We’ll all be happy to bid the coronavirus farewell. We’ll all be glad to see our essential libraries open again, and life can resume much as it was before. In the meanwhile, the library has our backs.
One of the many events cancelled due to COVID-19 was the eagerly-awaited in-person interview with Louise Erdrich, a very-inventive author of some 16 novels, including the one she was to have read from on the stage of the KiMo Theater to a sold-out crowd. Having just completed the previous Erdrich novel, Future Home of the Living God, I was anxious to get started on the new one, The Night Watchman.
So I hoped to go to Bookworks, but found that it unfortunately has been forced to suspend most of its services during the emergency. If you had tickets to the Louise Erdrich event, you’ll be able to pick up your copy of The Night Watchman after Bookworks reopens. You can still order books through Bookworks' website, and they will be mailed to you free of shipping charges through the end of March. Bookworks hopes to be able to reschedule Ms. Erdrich's event when the dust (and the virus) settle.
The Albuquerque Public Library Foundation is encouraging our library supporters to recognize a friend or family member with a donation to the Foundation. Give a donation in memory of a loved one or in honor of someone you admire and they or their family will receive a personal note from us letting them know about your generous gift.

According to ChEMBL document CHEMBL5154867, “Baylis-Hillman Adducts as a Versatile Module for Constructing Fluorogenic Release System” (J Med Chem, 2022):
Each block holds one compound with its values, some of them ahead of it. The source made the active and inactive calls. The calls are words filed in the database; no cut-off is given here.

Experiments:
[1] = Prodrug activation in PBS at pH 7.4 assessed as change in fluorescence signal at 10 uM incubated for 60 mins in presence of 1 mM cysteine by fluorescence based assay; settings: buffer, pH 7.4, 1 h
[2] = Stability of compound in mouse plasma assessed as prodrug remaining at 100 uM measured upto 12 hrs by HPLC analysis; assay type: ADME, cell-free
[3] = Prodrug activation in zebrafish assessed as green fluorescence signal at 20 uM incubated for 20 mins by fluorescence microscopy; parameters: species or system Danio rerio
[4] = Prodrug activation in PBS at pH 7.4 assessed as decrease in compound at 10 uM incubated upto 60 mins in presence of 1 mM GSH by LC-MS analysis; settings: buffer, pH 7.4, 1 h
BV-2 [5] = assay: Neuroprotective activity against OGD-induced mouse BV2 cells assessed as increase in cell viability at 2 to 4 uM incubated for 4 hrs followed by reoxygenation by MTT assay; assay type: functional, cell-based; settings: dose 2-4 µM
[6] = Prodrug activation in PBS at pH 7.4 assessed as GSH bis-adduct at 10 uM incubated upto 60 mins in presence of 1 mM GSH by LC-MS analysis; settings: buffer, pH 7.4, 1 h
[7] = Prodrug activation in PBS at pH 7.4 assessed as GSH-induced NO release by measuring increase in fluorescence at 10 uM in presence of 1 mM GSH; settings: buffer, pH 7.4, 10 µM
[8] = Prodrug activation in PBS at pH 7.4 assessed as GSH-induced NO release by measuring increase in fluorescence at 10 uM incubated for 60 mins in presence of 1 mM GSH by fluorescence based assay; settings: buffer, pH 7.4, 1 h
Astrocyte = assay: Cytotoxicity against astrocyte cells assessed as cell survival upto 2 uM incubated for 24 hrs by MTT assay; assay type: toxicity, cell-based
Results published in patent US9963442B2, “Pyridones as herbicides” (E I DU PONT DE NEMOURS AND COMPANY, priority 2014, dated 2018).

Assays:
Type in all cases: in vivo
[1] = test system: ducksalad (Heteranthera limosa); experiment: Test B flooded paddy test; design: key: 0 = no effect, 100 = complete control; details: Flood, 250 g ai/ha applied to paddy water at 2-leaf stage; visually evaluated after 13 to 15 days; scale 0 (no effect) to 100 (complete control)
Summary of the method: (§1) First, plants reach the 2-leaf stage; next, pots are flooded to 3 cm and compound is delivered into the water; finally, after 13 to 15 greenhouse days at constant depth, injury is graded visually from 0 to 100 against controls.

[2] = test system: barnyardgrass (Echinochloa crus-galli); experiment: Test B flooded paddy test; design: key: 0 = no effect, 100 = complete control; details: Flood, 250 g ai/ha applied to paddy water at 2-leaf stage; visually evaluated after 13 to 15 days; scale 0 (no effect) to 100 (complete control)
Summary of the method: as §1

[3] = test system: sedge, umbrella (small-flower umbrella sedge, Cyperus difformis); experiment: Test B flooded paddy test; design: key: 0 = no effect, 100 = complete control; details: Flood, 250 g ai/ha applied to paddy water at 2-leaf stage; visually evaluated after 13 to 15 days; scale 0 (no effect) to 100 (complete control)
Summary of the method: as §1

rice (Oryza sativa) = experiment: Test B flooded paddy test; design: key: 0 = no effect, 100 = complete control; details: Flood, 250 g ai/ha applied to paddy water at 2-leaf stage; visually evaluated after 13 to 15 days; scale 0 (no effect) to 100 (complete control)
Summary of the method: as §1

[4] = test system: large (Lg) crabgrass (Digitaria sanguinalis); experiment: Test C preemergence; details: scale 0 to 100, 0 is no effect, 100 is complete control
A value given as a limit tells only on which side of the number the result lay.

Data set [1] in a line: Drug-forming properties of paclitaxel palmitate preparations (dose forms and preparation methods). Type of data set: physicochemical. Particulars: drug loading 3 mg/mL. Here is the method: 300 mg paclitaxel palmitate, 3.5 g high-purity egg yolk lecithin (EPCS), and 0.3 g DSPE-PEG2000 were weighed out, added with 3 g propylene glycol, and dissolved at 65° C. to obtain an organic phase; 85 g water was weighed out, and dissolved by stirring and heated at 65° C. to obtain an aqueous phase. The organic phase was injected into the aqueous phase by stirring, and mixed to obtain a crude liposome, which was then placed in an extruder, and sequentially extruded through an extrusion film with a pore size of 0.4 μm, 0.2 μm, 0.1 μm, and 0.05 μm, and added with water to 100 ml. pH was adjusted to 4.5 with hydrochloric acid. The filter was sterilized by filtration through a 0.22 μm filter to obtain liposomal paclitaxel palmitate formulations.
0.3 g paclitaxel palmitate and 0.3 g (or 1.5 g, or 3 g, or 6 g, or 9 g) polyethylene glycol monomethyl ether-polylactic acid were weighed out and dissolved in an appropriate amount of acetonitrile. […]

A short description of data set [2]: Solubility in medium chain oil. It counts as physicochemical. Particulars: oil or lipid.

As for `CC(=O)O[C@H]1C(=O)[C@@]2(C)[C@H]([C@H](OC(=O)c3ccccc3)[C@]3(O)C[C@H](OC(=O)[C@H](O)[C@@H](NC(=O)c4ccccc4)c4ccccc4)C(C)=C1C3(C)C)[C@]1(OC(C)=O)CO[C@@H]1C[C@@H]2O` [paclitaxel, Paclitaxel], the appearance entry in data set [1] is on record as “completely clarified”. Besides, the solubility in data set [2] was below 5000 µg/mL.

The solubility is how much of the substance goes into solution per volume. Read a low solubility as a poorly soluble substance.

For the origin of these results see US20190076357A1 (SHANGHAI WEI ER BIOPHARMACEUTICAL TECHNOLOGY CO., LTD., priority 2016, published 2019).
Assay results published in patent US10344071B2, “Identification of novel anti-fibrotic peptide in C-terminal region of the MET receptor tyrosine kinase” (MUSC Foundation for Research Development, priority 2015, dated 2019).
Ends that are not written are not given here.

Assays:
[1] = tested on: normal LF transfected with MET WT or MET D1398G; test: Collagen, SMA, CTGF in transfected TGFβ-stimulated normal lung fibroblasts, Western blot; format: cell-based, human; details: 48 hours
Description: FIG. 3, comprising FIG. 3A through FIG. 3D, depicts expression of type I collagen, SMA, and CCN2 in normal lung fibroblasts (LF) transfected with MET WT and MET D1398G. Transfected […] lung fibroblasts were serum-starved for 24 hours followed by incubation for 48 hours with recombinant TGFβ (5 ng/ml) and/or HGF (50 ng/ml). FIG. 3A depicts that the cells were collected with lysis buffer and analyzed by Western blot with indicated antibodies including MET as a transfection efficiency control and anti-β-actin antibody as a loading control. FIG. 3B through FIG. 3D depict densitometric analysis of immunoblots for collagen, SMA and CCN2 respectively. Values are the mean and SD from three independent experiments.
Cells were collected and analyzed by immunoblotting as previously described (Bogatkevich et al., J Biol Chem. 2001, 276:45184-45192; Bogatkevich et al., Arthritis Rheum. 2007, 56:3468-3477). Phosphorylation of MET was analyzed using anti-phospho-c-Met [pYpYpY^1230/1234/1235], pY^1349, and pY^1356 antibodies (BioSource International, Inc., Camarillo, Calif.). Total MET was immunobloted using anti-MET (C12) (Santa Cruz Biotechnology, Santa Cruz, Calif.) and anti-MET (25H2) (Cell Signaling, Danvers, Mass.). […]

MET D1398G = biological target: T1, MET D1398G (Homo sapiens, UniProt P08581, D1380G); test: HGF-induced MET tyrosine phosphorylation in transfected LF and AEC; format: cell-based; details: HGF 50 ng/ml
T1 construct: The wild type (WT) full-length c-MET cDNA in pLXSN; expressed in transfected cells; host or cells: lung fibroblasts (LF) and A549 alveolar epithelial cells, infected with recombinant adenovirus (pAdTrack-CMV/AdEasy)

Click here to donate. Follow the directions to donate online or to donate by mail. Be sure to include contact information about the designee of the gift so that the Library Foundation can let that person know of your gift—without mentioning the amount. Or if it is a memorial, please let us know the person you want notified.
Your donation and designee will be listed our website to recognize your thoughtfulness and your willingness to support the library system. Gifts honoring the milestones in the lives of your loved ones will enable the libraries to offer more programs and services benefitting Albuquerque and Bernalillo County residents of all ages.
From the Oxford Dictionary definition of trailer:
An excerpt or series of excerpts from a movie or program [OR BOOK] used to advertise it in advance; a preview.
Just this past weekend, your public library held its award ceremony for a group of very talented teens and pre-teens who had made their own book trailers. Sometimes video images and books seem to be in competition for our time, but in this case, the video promotes the book. From the library’s website, “Book Trailers are made to encourage people to read a particular book or novel. They usually give an audience a sense of what a book is about without giving away too many details so the audience will want to read the book to find out what happens.”
I spoke with members of a family that put together one of the prize-winning trailers for last year’s contest – Far from the Tree – “by JEML Productions.” JEML is the Larrañaga family of four siblings, Iliana, Lorena, Marisa and Mateo, not separated at birth unlike the heroes of the book. I spoke with two of the Larrañaga sisters. Iliana said that she and her siblings enjoyed doing videos and projects together and especially about a book that she loved. Lorena said that she and her sisters and brother enjoyed the team effort on a great book representing time long ago.
You’re now among the first to know that the March 2020 winners of the teen trailer awards (drum roll please):